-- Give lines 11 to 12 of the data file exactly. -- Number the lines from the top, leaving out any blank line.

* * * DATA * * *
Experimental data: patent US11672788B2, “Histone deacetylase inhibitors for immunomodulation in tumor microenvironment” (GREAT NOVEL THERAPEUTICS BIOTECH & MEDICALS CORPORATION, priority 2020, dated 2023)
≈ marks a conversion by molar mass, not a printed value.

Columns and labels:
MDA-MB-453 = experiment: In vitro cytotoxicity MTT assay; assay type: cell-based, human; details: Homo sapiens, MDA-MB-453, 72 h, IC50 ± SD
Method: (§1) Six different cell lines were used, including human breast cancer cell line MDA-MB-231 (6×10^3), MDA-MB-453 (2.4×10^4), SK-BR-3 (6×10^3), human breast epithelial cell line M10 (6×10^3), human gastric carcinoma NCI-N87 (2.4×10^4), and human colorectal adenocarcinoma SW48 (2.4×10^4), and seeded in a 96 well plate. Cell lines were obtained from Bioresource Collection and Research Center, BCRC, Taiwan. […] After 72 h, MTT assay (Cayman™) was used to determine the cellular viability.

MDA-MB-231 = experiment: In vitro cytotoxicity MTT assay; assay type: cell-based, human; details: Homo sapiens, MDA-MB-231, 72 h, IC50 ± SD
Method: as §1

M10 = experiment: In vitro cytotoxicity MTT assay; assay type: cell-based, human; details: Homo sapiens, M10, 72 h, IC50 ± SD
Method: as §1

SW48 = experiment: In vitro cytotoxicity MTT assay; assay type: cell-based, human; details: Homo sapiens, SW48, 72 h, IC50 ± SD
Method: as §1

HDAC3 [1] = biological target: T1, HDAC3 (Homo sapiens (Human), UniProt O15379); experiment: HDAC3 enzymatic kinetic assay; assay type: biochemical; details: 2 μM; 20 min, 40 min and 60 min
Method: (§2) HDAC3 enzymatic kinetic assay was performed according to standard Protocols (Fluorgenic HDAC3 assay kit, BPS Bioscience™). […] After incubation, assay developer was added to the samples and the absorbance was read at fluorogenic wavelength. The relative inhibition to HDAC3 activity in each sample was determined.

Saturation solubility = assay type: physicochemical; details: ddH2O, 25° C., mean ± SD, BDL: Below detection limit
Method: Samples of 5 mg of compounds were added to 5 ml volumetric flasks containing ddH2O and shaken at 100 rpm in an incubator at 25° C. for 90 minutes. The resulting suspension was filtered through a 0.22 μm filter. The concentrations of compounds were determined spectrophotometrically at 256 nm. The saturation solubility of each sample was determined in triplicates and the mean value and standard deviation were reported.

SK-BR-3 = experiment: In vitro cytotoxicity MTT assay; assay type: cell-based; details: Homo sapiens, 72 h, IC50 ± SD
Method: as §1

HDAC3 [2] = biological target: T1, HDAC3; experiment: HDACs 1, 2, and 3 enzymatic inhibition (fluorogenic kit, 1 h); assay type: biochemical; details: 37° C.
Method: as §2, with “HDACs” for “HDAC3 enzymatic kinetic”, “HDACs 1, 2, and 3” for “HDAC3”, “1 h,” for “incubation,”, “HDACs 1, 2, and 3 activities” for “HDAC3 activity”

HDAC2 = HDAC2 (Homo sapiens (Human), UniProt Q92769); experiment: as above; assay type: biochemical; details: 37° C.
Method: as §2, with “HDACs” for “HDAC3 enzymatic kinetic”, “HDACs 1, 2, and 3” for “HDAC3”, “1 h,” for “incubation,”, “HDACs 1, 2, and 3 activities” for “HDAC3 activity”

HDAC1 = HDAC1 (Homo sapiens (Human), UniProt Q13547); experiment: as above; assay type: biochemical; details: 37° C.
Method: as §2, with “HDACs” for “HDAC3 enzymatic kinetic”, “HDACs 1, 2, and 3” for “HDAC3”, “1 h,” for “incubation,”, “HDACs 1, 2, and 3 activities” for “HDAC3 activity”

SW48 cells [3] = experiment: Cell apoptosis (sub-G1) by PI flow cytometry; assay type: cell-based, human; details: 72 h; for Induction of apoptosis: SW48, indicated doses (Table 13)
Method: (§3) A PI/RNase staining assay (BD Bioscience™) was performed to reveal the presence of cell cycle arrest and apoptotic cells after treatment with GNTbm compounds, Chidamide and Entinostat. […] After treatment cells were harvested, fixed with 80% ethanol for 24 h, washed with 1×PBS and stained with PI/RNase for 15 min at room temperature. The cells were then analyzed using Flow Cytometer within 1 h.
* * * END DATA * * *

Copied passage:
Method: as §1

HDAC3 [1] = biological target: T1, HDAC3 (Homo sapiens (Human), UniProt O15379); experiment: HDAC3 enzymatic kinetic assay; assay type: biochemical; details: 2 μM; 20 min, 40 min and 60 min